4. Rachael suggests that you consume content in an area you feel you are muting. What content do you think you need to seek out?

This question in meant to prompt resource sharing.

A note that she does not talk about in the book. I believe that the areas that you down play to others are the areas that God has blessed you with great skill or talent. When we make our self small, it is often to make ourselves more acceptable to other people. Being ridiculously talented is intimidating to others. So we shrink it. Embrace what God has uniquely gifted you with. And admire those gifts in others.

 

Chapter 13: I will marry Matt Damon

1. Do you day dream about your goals?
2. What do you dream about most?
3. Do you feel like it is helpful to have motivational images or quotes around you? If so, what kind of inspiration do you need right now? And where should you pin up that motivation?
4. What of the three things would/does help you the most?

write it down, saying it out loud, create a vision board

 

Chapter 14: I am a terrible writer

“Whether or not something is good or worth is up for interpretation. And if you are unconcerned about other people’s interpretation, then everything you create is fantastic.”

1. Have you ever been crushed by something critical someone said, in real life or on the internet?

If you do not see yourself as an artist or creator (of any kind), think about one of these areas: work, parenting, leader of a group, maintaining your home, fitness or workout life.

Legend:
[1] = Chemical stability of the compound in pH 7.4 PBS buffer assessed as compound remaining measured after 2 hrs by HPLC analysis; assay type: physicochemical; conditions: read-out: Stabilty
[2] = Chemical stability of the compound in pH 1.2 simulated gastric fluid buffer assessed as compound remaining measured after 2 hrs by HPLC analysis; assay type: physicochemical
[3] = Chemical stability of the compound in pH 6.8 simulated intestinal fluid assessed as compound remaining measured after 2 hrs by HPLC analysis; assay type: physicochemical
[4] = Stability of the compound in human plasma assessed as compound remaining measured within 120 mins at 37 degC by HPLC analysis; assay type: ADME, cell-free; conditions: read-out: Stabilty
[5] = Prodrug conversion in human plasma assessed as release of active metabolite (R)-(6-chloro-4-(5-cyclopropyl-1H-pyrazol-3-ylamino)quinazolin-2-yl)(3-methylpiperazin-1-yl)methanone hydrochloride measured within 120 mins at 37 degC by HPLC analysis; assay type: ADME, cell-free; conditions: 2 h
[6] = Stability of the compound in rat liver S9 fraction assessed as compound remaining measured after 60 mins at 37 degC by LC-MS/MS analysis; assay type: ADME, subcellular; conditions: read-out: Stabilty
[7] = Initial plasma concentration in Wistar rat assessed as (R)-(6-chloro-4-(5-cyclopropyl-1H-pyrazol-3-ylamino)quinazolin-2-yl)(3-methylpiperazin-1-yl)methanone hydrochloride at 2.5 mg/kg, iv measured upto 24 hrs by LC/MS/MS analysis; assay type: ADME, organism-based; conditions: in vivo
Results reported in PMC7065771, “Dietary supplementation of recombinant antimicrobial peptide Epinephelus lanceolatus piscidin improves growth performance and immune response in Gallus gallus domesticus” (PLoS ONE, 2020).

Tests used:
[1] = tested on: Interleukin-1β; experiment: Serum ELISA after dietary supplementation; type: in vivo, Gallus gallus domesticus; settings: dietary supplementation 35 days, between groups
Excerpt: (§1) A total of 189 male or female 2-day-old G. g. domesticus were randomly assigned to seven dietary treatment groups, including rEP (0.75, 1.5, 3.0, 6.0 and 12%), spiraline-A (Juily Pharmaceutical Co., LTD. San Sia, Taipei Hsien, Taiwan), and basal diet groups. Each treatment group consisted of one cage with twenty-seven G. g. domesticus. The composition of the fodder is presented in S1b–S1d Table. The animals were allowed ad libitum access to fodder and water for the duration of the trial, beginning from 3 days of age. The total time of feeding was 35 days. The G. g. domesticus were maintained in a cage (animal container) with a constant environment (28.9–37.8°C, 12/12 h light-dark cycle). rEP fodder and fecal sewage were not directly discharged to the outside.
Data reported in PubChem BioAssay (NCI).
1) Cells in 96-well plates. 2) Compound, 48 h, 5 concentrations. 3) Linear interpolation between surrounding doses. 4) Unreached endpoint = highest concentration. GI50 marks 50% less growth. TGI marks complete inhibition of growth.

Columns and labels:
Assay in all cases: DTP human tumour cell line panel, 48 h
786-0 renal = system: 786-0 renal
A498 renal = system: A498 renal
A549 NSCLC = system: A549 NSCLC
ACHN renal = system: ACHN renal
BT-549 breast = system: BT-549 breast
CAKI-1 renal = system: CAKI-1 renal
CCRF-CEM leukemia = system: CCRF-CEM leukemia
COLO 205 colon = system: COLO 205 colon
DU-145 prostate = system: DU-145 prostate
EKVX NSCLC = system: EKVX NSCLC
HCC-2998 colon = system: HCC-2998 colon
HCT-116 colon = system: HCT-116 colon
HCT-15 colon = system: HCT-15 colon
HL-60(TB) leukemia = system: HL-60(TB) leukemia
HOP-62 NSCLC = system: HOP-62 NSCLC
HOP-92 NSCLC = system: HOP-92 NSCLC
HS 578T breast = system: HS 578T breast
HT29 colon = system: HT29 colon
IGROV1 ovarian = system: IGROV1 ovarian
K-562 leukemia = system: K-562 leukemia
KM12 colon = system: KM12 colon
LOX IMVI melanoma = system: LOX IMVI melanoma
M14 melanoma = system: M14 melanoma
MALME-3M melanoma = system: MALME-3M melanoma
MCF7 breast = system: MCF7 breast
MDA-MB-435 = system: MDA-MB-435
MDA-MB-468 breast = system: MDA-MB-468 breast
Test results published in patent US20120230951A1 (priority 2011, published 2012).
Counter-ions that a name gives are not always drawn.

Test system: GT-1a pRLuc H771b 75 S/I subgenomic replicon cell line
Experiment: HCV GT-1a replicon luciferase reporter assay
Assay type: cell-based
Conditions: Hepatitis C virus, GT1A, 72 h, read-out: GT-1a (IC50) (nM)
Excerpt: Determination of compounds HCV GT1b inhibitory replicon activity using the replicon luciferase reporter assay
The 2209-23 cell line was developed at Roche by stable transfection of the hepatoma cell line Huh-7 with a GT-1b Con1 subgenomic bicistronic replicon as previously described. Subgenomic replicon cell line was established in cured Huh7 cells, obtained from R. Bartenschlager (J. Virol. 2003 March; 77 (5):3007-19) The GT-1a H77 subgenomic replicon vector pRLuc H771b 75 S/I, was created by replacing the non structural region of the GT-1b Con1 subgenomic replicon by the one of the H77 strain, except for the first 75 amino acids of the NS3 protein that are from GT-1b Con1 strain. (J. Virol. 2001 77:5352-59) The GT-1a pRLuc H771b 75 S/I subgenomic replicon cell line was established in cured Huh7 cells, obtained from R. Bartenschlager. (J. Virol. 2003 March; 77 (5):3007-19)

2. For the non-artists: Do you allow the “I’m not creative” thoughts to stop you from engaging in the joy of creating?

Or phrased another way: do you allow yourself to be muted because you can’t create perfection? (are you your worst critic)

Examples of creating: crafts, baking, “fancy cooking”, dancing, writing, etc.

My thoughts: creating is an action, not something that must be perfect or instagramable.

3. What do you do (or want to do) that leaves you open to critics?
4. Do you let those critics get to you? And how does that affect your work?
5. Do you think it is easier or harder to tune out critics from strangers vs friends and family?
6. What would you do, or how would it affect your work if you tuned them all out?

 

Chapter 15

1. Is there anything weighing on you that you want to share with the group?
2. What has helped you most when dealing with difficult circumstances?
3. If you feel like you are on the other side of a trauma, what do you wish you could have told yourself back then?